Doesn’t really matter though. Us Blacks won’t do anything about it anyway.

The Decision Is Really ‘Small Market Revenue Sharing’ vs ‘Small Market Suicide’ October 23, 2010

Posted by geek-ish.com in Uncategorized.
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What if “The Decision” was about the CBA and the impending lockout…  Hmm.

I just listened to the illustrious Sekou Smith’s latest Hang Time Podcast’s:  http://hangtime.blogs.nba.com/2010/10/19/hang-time-podcast-episode-28/; and I realize Lebron James is smart.  More importantly, he’s not dumb.  The effect he had on Cleveland Cavaliers profitability and the city of Cleveland financially has to be a study in why hard salary caps cheat superstar players out of salary.  I’ve read economists estimate he was responsible for $100M annually and in the order of 6,000 jobs in Cleveland just by playing for the Cavaliers.  Wow.  If those number hold, it’s extremely difficult to envision how the current salary cap could fairly compensate Lebron James (a super-duper-star).  Moreover, it’s almost impossible to see how a hard-cap (like the NHL has) won’t widen the gap between:  what’s fair compensation for a superstar and what’s fair to expect owners to pay.  It seems likely a hard salary cap could come out of the impending NBA CBA negotiations.  If so…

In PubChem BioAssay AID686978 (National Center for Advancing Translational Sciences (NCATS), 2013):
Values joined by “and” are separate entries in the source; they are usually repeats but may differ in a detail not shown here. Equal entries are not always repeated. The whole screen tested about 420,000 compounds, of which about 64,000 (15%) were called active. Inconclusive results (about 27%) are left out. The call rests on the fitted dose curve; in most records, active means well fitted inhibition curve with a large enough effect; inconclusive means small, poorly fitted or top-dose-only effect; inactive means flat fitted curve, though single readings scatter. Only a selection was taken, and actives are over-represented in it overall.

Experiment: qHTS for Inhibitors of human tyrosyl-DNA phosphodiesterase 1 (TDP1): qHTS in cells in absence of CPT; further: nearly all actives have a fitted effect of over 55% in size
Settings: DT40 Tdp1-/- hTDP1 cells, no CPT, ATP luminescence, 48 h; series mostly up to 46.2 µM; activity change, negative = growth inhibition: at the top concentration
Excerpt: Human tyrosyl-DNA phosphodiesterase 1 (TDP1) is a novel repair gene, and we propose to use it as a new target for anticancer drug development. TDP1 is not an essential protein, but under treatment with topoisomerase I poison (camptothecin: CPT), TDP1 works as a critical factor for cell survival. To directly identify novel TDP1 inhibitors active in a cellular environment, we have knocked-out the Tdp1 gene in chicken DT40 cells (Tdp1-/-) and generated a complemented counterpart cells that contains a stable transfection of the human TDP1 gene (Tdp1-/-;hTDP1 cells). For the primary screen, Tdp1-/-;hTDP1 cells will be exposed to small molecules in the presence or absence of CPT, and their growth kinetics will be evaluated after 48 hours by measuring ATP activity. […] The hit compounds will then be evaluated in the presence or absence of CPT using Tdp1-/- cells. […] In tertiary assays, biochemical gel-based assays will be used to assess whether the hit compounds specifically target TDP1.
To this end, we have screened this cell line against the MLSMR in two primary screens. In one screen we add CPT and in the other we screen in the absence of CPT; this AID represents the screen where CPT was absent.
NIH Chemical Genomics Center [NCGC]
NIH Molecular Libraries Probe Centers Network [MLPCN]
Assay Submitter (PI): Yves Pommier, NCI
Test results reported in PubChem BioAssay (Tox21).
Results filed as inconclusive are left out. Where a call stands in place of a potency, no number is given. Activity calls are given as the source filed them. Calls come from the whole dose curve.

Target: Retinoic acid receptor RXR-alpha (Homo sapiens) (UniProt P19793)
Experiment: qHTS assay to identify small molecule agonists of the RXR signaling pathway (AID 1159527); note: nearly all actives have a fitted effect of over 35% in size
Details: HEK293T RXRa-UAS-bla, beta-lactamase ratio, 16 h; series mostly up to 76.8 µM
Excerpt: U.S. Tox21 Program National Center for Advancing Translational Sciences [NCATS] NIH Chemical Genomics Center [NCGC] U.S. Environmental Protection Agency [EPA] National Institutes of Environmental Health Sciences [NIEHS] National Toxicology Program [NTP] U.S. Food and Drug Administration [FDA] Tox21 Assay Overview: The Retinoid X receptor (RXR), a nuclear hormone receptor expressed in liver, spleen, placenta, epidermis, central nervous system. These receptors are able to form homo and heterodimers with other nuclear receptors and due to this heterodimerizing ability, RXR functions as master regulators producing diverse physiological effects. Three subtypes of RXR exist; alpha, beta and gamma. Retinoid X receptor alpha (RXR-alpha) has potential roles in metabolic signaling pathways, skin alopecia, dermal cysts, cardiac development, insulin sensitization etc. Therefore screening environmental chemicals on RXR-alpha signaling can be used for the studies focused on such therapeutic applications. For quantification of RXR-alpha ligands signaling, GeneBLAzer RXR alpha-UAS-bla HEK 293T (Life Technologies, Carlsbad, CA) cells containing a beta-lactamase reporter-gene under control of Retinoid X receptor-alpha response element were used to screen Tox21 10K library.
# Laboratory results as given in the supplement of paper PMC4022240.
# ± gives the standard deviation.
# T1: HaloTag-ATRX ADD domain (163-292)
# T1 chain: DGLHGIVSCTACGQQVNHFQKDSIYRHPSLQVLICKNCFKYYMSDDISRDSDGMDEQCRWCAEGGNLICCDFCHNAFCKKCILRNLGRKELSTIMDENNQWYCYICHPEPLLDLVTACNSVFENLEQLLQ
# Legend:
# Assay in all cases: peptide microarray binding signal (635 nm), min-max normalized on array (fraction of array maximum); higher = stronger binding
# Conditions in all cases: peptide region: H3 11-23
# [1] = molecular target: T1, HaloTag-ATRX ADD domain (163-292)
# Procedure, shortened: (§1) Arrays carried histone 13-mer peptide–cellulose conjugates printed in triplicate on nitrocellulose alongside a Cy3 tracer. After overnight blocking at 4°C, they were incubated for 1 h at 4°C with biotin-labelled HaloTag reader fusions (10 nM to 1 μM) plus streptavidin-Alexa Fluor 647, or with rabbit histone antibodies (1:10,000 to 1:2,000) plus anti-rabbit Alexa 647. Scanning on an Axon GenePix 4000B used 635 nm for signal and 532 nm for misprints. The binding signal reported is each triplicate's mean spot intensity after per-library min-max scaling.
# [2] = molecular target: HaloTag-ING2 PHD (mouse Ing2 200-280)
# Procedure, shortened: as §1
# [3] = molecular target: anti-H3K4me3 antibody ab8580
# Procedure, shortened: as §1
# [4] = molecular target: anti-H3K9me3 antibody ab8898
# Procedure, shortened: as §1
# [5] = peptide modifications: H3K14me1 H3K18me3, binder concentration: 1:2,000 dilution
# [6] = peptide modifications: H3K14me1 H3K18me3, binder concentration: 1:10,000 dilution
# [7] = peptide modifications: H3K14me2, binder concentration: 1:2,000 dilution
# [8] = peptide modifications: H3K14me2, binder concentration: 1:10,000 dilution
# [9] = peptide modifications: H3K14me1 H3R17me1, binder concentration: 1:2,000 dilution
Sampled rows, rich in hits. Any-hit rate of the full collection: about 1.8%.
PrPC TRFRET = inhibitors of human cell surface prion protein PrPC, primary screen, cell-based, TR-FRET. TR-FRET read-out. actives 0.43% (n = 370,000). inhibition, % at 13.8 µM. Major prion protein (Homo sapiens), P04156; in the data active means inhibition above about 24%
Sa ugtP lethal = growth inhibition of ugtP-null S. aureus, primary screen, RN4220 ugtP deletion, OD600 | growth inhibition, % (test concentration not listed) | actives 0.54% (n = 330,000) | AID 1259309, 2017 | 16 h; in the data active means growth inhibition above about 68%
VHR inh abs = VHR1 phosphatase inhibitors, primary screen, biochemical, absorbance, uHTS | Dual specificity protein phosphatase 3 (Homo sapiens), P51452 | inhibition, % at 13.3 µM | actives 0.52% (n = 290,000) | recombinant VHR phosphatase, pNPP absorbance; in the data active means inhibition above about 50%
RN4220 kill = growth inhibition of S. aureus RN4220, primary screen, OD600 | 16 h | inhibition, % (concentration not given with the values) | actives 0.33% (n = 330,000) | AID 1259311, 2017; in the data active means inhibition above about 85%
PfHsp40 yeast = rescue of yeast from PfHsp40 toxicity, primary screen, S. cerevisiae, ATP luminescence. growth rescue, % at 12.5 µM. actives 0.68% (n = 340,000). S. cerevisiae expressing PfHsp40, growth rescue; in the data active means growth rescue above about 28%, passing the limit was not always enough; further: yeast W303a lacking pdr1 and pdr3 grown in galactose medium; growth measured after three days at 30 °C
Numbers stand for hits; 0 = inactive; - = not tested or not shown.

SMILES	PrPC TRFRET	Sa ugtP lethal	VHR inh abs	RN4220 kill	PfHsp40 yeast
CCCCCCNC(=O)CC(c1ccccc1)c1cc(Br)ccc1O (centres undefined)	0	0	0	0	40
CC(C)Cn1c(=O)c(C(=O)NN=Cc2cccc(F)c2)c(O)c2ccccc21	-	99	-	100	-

• Superstar players could get locked into small market without a way to recoup residual income for lost salary.
  • Small market teams will continue to loose superstar players. 
  • Superstar players will still sign shorter than max contracts to weigh their options sooner and make dispassionate decisions to carpetbag to larger markets and the potential for additional income sources outside of their NBA jobs. 
  • Small markets without superstars will S-U-F-F-E-R!  I’m from the Delaware Valley where our home team is the Sixers.  Post A.I., the Sixers have been suffering, to say the least (but that’s another story).

If any of this proves true, then I’m betting “The Decision” was about the CBA and the impending lockout.  It incentivizes small markets teams to try to include utilities in the next CBA to allow them to keep their superstars (no more Gilbert-James divorces).  Also, it makes Lebron James the Norma Rae for the 21st century.  Or at least he’s the first…  Watching the Carmelo Anthony & DEN situation just changed from being annoying to being inspiring – to me.

I love this game!

Set Image.Source properties using project Properties.Resource images October 16, 2010

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I got tired of validating URI’s and wanted to use app Resource images.  Play with it at your own risk though.  Interop stuff is known to leak.  HTH!

private void SetImageControlSourceFromBitmap(System.Windows.Controls.Image img, Bitmap bmp)
                img.Source = System.Windows.Interop.Imaging.CreateBitmapSourceFromHBitmap(
                    BitmapSizeOptions.FromWidthAndHeight(bmp.Width, bmp.Height)
            catch { }